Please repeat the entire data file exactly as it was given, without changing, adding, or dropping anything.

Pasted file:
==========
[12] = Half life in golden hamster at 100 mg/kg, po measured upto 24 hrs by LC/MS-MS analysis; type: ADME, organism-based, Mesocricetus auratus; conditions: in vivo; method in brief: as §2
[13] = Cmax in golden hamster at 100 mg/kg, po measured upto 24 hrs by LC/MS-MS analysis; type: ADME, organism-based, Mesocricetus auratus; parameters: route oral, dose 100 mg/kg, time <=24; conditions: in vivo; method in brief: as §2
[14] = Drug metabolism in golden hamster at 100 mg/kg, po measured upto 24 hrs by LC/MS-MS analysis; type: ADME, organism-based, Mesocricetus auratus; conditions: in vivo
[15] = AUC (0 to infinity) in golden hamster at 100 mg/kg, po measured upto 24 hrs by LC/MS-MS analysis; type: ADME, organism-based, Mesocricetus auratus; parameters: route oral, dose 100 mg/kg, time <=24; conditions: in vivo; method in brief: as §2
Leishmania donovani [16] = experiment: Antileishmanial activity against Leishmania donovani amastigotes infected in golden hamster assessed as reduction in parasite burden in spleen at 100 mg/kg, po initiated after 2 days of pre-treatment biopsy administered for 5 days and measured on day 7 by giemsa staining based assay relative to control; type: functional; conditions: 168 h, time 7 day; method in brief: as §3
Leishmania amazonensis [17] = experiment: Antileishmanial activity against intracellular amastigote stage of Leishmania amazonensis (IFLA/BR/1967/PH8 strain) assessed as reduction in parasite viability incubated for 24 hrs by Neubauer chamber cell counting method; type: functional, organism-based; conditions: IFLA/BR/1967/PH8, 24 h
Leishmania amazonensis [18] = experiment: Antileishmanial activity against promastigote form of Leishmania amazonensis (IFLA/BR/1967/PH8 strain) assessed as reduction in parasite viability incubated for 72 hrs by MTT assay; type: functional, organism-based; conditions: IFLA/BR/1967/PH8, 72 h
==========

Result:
[12] = Half life in golden hamster at 100 mg/kg, po measured upto 24 hrs by LC/MS-MS analysis; type: ADME, organism-based, Mesocricetus auratus; conditions: in vivo; method in brief: as §2
[13] = Cmax in golden hamster at 100 mg/kg, po measured upto 24 hrs by LC/MS-MS analysis; type: ADME, organism-based, Mesocricetus auratus; parameters: route oral, dose 100 mg/kg, time <=24; conditions: in vivo; method in brief: as §2
[14] = Drug metabolism in golden hamster at 100 mg/kg, po measured upto 24 hrs by LC/MS-MS analysis; type: ADME, organism-based, Mesocricetus auratus; conditions: in vivo
[15] = AUC (0 to infinity) in golden hamster at 100 mg/kg, po measured upto 24 hrs by LC/MS-MS analysis; type: ADME, organism-based, Mesocricetus auratus; parameters: route oral, dose 100 mg/kg, time <=24; conditions: in vivo; method in brief: as §2
Leishmania donovani [16] = experiment: Antileishmanial activity against Leishmania donovani amastigotes infected in golden hamster assessed as reduction in parasite burden in spleen at 100 mg/kg, po initiated after 2 days of pre-treatment biopsy administered for 5 days and measured on day 7 by giemsa staining based assay relative to control; type: functional; conditions: 168 h, time 7 day; method in brief: as §3
Leishmania amazonensis [17] = experiment: Antileishmanial activity against intracellular amastigote stage of Leishmania amazonensis (IFLA/BR/1967/PH8 strain) assessed as reduction in parasite viability incubated for 24 hrs by Neubauer chamber cell counting method; type: functional, organism-based; conditions: IFLA/BR/1967/PH8, 24 h
Leishmania amazonensis [18] = experiment: Antileishmanial activity against promastigote form of Leishmania amazonensis (IFLA/BR/1967/PH8 strain) assessed as reduction in parasite viability incubated for 72 hrs by MTT assay; type: functional, organism-based; conditions: IFLA/BR/1967/PH8, 72 h